When executives of a portfolio company approached Andy Funk with the idea of a reverse merger last year, his gut response was negative.
“I have to admit I was very skeptical of it,” says Funk, managing director of Santa Monica, Calif.-based venture firm Funk Ventures. “I don’t think most VCs would be eager to liquidate this way.”
And they’d have sound reasons to be hesitant. Reverse mergers—in which a private company acquires a public company to bypass the burdensome process of doing an IPO—have lots of drawbacks. Companies that go public in that fashion can expect, among other things, to have low trading volume, very little liquidity, nonexistent research coverage, and no market makers to support their stock.
Nonetheless, in the case of food retailer Organic To Go, Funk eventually reversed his position about reverse mergers. The company’s founder had been seeking follow-on funding for more than a year and Funk, Organic’s largest venture investor, decided a public listing was a sensible alternative for the fast-growing takeout chain.
In February, Organic carried out a reverse merger. Initial response looked too good to be true—and it was. After closing as high as $7.25, Organic’s shares have settled around $2. Funk is hopeful that he will see a pop by the time his lockup expires.
While reverse mergers are admittedly risky, venture capitalists are giving them more consideration as traditional IPOs have gotten harder and more expensive to carry out. So far, that hasn’t led to a surge in deal-making. As of late June, 90 companies completed reverse mergers on U.S. exchanges, compared to 222 and 212 in all of 2005 and 2006, respectively, according to DealFlow Media, a research firm based in Petaluma, Calif.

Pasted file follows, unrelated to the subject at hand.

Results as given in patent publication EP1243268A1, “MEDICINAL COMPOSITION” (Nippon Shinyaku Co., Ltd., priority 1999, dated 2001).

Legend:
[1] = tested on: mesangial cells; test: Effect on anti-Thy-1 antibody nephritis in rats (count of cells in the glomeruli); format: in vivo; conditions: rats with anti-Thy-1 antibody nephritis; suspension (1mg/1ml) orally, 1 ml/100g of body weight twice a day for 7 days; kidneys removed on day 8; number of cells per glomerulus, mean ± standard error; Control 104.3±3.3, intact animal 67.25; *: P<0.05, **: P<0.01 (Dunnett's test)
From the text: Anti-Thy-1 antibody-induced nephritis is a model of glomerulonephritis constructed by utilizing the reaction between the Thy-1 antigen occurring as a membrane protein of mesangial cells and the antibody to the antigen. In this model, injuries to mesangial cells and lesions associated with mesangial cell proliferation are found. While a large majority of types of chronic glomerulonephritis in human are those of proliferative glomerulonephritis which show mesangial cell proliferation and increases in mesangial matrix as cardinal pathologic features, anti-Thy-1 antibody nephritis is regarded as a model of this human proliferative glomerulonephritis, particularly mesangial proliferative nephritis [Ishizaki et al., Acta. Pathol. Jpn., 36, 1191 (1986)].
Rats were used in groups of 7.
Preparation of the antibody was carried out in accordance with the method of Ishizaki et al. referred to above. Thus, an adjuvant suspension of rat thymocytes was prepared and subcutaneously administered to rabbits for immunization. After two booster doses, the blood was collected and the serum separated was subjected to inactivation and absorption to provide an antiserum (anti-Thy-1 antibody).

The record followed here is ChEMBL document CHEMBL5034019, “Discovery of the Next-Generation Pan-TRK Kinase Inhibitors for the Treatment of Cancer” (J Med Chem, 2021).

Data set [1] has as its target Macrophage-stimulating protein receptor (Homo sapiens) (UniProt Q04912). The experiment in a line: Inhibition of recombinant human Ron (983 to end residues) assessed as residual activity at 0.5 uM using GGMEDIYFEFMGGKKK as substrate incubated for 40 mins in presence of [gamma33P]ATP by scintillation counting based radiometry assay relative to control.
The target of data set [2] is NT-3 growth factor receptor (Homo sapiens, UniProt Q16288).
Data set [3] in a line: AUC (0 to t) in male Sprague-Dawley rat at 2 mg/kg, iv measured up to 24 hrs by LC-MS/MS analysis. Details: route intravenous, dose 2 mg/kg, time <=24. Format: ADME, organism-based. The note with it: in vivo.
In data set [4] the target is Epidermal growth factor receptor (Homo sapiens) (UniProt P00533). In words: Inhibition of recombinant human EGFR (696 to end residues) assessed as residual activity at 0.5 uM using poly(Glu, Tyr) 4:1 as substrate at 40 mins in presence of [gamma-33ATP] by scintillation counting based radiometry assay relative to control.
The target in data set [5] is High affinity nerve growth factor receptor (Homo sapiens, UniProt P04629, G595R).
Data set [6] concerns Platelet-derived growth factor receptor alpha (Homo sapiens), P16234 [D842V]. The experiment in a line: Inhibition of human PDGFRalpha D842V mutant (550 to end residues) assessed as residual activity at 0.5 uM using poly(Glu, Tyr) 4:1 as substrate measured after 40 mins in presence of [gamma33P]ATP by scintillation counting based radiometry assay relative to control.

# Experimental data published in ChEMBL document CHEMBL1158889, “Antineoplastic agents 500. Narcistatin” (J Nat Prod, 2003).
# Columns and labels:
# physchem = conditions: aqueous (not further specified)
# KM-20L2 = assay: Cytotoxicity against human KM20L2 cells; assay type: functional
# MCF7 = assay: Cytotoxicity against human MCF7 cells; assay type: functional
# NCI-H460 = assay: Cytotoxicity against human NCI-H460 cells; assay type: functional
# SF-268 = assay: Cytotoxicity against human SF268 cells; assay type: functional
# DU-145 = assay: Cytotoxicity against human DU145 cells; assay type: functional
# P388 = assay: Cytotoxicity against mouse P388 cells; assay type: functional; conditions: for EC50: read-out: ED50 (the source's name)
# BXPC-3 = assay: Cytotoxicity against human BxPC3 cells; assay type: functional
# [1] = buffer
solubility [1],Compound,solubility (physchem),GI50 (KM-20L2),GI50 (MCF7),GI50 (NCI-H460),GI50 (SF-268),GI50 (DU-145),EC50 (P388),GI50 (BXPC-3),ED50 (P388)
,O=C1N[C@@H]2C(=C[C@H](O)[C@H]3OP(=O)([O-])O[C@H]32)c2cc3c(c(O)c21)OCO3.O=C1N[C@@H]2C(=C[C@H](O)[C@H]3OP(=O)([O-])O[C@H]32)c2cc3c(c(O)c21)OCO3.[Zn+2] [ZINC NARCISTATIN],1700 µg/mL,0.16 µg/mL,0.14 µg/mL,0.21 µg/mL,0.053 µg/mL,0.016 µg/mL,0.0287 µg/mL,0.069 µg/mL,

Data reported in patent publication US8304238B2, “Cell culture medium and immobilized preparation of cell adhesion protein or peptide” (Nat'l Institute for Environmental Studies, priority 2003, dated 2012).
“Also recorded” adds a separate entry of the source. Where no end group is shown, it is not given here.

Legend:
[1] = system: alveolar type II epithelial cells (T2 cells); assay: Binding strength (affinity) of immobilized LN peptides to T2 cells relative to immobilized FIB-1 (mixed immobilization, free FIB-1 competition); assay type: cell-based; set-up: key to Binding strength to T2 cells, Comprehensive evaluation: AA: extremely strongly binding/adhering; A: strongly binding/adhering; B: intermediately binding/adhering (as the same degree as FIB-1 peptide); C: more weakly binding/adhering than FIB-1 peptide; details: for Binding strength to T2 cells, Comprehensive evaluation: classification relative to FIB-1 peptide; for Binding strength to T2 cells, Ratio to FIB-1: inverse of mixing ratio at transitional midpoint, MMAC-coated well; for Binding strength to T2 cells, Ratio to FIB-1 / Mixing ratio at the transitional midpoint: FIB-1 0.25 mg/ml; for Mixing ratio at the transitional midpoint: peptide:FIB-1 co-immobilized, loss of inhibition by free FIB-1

However, the growing practice of combining a private investment in public equity (PIPE) transaction with a reverse merger has pushed up average deal size. In the first quarter of this year, the average reverse merger had a market cap of $68 million. That’s an increase of 38% from Q4, according to DealFlow.
“This is the new small-cap IPO,” says David Feldman, a securities attorney at Feldman Weinstein & Smith and author of Reverse Mergers: Taking a Company Public Without an IPO. A regular booster of reverse merger-related benefits, Feldman is quick to point to brand name companies that took that route: Berkshire Hathaway, Blockbuster Entertainment, Turner Broadcasting and, more recently, the Jamba Juice chain.
I have to admit I was very skeptical of it. I don’t think most VCs would be eager to liquidate this way.
Andy Funk, Managing Director, Funk Ventures
But moving from reverse merger to high-flying market cap remains rare. The appropriate way to view the transaction, Feldman says, is as a financing event on the path to liquidity rather than a full-blown exit.
Still, some companies are raising sizeable sums through PIPE deals arranged simultaneously with reverse mergers. SVI, the company that merged with Jamba Juice, for example, sold 27.4 million shares at $7.50 each in a private placement before completing the combination in March, 2006. Jamba currently has a market cap of $500 million.
A juicy profit
As liquidity events go, the Jamba reverse merger was a “satisfactory” exit, said one venture backer. Prior to the reverse merger, the company raised about $50 million from funds including Benchmark Capital, Oak Investment Partners, Rosewood Capital, Technology Venture Investors and Trinity Ventures. Benchmark, the only venture firm listed as a beneficial owner in a Jamba proxy statement, owned about 7% of the shares, a stake worth $32 million.
The bigger deals like Jamba commonly involve specified purpose acquisition companies, or SPACs. These are publicly traded shell companies, like SVI in the Jamba deal, that raise money and then look for a candidate with which to consummate a merger.